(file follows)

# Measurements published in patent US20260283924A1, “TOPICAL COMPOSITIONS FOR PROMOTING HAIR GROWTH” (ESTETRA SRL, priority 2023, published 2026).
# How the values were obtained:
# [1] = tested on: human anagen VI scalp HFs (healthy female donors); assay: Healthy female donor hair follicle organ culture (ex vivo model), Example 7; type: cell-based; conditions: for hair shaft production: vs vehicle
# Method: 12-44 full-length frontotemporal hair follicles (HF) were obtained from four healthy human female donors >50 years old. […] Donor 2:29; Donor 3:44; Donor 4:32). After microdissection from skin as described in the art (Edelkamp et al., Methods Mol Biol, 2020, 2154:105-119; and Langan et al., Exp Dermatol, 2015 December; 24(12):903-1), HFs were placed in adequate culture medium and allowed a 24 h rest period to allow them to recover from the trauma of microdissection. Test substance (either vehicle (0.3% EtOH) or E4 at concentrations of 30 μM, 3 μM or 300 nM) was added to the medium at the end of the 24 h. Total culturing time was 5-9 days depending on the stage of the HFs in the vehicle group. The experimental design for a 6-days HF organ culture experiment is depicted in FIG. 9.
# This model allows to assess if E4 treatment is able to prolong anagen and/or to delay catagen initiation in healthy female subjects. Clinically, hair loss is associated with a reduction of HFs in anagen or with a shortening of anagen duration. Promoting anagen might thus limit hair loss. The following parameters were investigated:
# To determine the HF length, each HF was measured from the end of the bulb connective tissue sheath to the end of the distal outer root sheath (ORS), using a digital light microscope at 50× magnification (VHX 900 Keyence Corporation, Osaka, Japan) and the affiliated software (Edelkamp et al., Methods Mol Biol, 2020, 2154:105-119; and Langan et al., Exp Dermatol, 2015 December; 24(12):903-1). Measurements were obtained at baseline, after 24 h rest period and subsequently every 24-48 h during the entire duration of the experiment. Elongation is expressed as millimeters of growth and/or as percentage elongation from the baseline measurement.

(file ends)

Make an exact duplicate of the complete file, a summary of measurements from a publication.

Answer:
# Measurements published in patent US20260283924A1, “TOPICAL COMPOSITIONS FOR PROMOTING HAIR GROWTH” (ESTETRA SRL, priority 2023, published 2026).
# How the values were obtained:
# [1] = tested on: human anagen VI scalp HFs (healthy female donors); assay: Healthy female donor hair follicle organ culture (ex vivo model), Example 7; type: cell-based; conditions: for hair shaft production: vs vehicle
# Method: 12-44 full-length frontotemporal hair follicles (HF) were obtained from four healthy human female donors >50 years old. […] Donor 2:29; Donor 3:44; Donor 4:32). After microdissection from skin as described in the art (Edelkamp et al., Methods Mol Biol, 2020, 2154:105-119; and Langan et al., Exp Dermatol, 2015 December; 24(12):903-1), HFs were placed in adequate culture medium and allowed a 24 h rest period to allow them to recover from the trauma of microdissection. Test substance (either vehicle (0.3% EtOH) or E4 at concentrations of 30 μM, 3 μM or 300 nM) was added to the medium at the end of the 24 h. Total culturing time was 5-9 days depending on the stage of the HFs in the vehicle group. The experimental design for a 6-days HF organ culture experiment is depicted in FIG. 9.
# This model allows to assess if E4 treatment is able to prolong anagen and/or to delay catagen initiation in healthy female subjects. Clinically, hair loss is associated with a reduction of HFs in anagen or with a shortening of anagen duration. Promoting anagen might thus limit hair loss. The following parameters were investigated:
# To determine the HF length, each HF was measured from the end of the bulb connective tissue sheath to the end of the distal outer root sheath (ORS), using a digital light microscope at 50× magnification (VHX 900 Keyence Corporation, Osaka, Japan) and the affiliated software (Edelkamp et al., Methods Mol Biol, 2020, 2154:105-119; and Langan et al., Exp Dermatol, 2015 December; 24(12):903-1). Measurements were obtained at baseline, after 24 h rest period and subsequently every 24-48 h during the entire duration of the experiment. Elongation is expressed as millimeters of growth and/or as percentage elongation from the baseline measurement.